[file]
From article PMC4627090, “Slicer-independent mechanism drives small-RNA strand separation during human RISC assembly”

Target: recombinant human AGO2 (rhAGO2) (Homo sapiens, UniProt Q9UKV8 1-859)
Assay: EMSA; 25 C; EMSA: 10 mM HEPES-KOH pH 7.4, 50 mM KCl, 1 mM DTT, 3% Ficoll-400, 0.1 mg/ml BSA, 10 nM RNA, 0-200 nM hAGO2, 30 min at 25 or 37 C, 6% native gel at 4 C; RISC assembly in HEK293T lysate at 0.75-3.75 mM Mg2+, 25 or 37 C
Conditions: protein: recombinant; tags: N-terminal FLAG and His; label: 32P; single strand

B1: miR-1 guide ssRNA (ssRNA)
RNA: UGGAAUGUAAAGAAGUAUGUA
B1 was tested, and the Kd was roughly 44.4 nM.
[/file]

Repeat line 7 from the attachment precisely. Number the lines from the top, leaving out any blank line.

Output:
B1 was tested, and the Kd was roughly 44.4 nM.